Meanwhile, the second pillar is, let’s make it more manageable. And I think we’re all seeing a wave towards more standardised architectures, then more standardised ways of managing things, and then more standardised tooling to enable that management to happen. So, through no fault of anyone, other than it just seems like a trend, it’s just the way everyone’s going. We’re seeing the container-based microservices target, with Kubernetes as the orchestrator. So, if there’s 5,000 different places that your application might end up in the structure, it might look; this is like, well, why not use that one? Why not build something using containers, and then you can deploy it using a vendor solution that plugs into Kubernetes engine, and then you can redeploy it, etc. etc. And then when someone else comes along, they recognise it, they know what to do with it because they recognise the microservices, they know how to build containers, etc. etc. So, that standardisation of architecture is taking place at the moment.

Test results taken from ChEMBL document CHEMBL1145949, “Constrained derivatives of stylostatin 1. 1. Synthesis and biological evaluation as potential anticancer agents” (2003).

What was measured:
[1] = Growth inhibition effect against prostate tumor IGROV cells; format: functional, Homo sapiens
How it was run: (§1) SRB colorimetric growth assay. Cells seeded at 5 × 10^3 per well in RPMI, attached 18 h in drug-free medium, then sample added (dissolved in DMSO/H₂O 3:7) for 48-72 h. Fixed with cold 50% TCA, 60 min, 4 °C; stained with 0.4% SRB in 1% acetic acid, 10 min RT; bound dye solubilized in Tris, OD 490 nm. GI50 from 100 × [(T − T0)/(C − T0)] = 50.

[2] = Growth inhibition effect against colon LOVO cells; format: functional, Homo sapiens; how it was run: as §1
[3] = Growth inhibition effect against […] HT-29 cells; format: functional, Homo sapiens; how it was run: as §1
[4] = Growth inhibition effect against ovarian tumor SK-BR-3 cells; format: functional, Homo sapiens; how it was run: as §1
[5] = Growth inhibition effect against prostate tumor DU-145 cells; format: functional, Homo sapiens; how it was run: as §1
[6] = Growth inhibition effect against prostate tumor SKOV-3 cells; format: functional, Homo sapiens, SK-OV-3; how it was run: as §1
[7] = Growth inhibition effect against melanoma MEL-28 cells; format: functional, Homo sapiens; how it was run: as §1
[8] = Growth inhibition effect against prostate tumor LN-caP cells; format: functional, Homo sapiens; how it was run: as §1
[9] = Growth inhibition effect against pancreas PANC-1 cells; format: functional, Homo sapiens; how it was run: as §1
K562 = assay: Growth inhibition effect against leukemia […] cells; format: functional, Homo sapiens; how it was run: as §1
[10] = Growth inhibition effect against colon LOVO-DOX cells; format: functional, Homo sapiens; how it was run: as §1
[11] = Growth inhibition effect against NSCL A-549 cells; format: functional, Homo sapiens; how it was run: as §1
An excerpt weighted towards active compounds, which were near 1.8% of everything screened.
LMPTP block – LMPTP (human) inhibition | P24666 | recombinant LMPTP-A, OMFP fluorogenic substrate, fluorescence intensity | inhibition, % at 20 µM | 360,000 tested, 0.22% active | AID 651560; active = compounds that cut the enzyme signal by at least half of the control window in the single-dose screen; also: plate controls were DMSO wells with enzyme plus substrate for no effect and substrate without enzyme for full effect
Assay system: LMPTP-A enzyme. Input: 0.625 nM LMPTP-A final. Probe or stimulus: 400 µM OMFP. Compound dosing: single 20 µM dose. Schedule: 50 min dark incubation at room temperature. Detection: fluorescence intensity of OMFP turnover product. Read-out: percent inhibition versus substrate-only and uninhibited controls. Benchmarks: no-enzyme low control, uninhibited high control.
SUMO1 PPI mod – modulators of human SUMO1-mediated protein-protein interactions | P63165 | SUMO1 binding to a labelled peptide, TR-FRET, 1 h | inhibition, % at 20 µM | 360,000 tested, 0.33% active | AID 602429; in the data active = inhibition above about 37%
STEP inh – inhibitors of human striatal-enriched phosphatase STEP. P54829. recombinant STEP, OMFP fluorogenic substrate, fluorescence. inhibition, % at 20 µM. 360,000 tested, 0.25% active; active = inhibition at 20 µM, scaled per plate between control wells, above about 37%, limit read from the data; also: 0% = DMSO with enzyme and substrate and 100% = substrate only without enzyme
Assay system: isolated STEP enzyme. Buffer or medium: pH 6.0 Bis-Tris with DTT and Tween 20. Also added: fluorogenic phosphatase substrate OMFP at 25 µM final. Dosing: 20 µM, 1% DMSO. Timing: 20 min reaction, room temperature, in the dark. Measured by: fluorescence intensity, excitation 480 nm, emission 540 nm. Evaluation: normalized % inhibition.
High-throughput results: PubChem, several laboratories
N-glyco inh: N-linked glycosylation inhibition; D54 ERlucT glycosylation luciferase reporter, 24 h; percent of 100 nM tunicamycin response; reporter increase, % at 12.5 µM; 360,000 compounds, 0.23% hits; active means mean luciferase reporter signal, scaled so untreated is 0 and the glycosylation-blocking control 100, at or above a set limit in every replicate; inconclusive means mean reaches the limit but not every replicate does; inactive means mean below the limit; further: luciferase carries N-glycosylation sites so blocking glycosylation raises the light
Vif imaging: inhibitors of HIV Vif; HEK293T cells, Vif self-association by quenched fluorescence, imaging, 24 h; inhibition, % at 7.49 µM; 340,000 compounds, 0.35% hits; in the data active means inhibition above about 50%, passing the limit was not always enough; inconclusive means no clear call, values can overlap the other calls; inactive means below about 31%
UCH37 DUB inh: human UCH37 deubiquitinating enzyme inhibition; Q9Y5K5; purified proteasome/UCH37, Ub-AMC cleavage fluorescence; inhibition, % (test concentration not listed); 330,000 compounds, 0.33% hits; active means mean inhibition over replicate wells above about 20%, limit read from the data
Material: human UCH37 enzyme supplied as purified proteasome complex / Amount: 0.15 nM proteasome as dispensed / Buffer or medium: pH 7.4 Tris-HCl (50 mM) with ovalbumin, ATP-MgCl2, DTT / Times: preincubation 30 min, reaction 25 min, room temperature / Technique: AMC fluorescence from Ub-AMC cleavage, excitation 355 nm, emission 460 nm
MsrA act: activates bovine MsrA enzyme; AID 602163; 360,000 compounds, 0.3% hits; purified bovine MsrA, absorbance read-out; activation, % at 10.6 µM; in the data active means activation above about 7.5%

Last year, we saw 20 percent of enterprises we surveyed were actively deploying Kubernetes. A much-much larger number were actively pursuing the deployment of Kubernetes. Fast-forward a year, the next thing that comes out of that is things like GitOps which is, ‘Right, you’re deploying in that way, how about we standardise how deployment looks’, and that’s GitOps. From that you then go, ‘Well, if we’re all going to follow GitOps…’ and GitOps, which involves storing configuration information for the deployment in the same place as the code, and then you get an orchestrator to pull the information about how the application should be configured, from the same place as the code, in the same way a compiler would. So, you’re never thinking about ‘will this deploy?’; the deployment engine is doing that for you. And then if there are any changes post that happening, because someone’s gone in and tweaked the deployment, then an alarm goes off, ‘Ah, you need to fix that’, it needs to go back, and their configuration information needs to be updated so that they’ve got this closed loop thing going in GitOps, so that you can run entirely virtualized applications in code and everything is stored in Git under configuration management.